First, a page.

In Bluffton and Hilton Head, there are several more schools. Christian Academy is a coed college preparatory Christian school for students in kindergarten through 12th grade; the coed Cross Schools enrolls students from 12 months through 12th grade; and St. Gregory the Great Catholic School is a coed middle school.
Who Lives There
The community, which traditionally attracted a slightly older crowd, has seen an influx of younger residents in recent years, Ms. Vaux Bell said, adding that there are celebrities and “a ton of major execs and sports players.”
The Montage resort is a celebrity magnet. Chris Pratt and his wife, Katherine Schwarzenegger, have spent time there, and Hailey and Justin Bieber held their wedding there, according to published reports. NASCAR driver Gus Dean and science writer Kitty Ferguson live in Bluffton, according to published reports.
Noting that prices in the Town of Bluffton have risen by 44.6% since 2018 and 25.4% since 2021, Ms. Vaux Bell said that the town’s market “has not slowed down. The inventory has waned a bit, but the demand is very much present.”
Even during the pandemic, the market flourished, she said, with “an influx of residents, mostly from the North, many of whom bought properties sight unseen.”
As far as Old Town Bluffton, “regardless of the market, there will always be a demand for these properties,” she said.
Mr. Jarman was also optimistic about the Bluffton and Old Town markets. Statistics for the town show that average cumulative days on market for houses that sold for over $1 million have dropped from 259 to 33 from 2018 to the end of 2022—a “shocking” decrease, he said.
He added that the pandemic has “forever changed” the market for the entire state as “the typical needs of buyers shifted. Cost of living is increasing in South Carolina, but it is still relatively low in comparison to other luxury neighborhoods on the coast.”
If you haven’t caught Bernard Bennett’s food truck, ?kàn, in Savannah or Bluffton, South Carolina, then you may not be familiar with the chef, but when he was named a 2023 James Beard Emerging Chef semifinalist, his name and his West African cuisine went to the top of many diners’ “...
If you haven’t caught Bernard Bennett’s food truck, ?kàn, in Savannah or Bluffton, South Carolina, then you may not be familiar with the chef, but when he was named a 2023 James Beard Emerging Chef semifinalist, his name and his West African cuisine went to the top of many diners’ “must-try” lists. Now, in April, Bennett will open his first restaurant with the same name as the truck, ?kàn, in Bluffton’s mixed-use development the Bridge Collective (71 Calhoun Street).
?kàn will focus on the foods and flavors that came to the Lowcountry through enslaved Africans forced into the fields and kitchens along the South Carolina coast. “I would describe the food at ?kàn as a journey,” says Bennett, “I think that what is known as African American cuisine, like the stereotypical fried chicken, grits, and collard greens, is not representative of us. It’s in our history, but our history is much more than that. The expressions on my dishes go back to West Africa, where many enslaved people came from, and take a trip through the Caribbean and onto America.”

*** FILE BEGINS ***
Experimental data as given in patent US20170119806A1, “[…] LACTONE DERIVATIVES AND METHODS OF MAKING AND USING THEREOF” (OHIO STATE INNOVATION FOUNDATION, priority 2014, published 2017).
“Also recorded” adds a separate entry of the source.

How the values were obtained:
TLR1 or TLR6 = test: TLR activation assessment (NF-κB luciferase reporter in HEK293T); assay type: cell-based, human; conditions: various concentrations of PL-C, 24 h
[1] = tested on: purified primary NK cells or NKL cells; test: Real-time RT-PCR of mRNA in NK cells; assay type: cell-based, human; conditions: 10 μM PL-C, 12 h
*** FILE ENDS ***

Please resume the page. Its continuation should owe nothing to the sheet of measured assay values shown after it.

A sample menu from ?kàn begins with starters like corn pudding with blue crab, okra roasted in harissa, and pumpkin seed dip with benne seed crackers. The bread selections contain Trinidadian bara with chutney, coco bread, roti, and cornbread with seasonal butter. There’s an entire section dedicated to rice, a crop that many enslaved Africans were forced to cultivate when they came to the Lowcountry; there’s jollof rice, coconut rice, Haitian djon djon rice, Sea Island peas and rice, and Carolina Gold rice. Entrees range from curried oxtails to peanut stew to duck and oyster gumbo.
Bennett says the bar will focus on classic cocktails with an emphasis on rum, which comes from the Caribbean influences on his menu. He wants the ?kàn experience to be upscale but approachable — no stuffy white tablecloths here.
There’s not another establishment like ?kàn in the Lowcountry (though there is a West African restaurant planned for Charleston in the spring), so Bennett hopes that visitors will seek him out in Bluffton. With the multitude of tourists from nearby Savannah, Hilton Head, and Charleston, he thinks it has the potential to become a destination restaurant.
“?kàn means ‘heart and soul’ in the Yoruba language, one of the first languages in West Africa,” says Bennett, “And being the heart and soul, I want to tell people that everything we do and all the food we present has love in it. We’re not doing anything to stir up any drama. I want to celebrate the heart and soul of the underrepresented people and their cuisines. I want West African and Caribbean cuisine to be recognized just as much as French and Italian. That’s my goal.”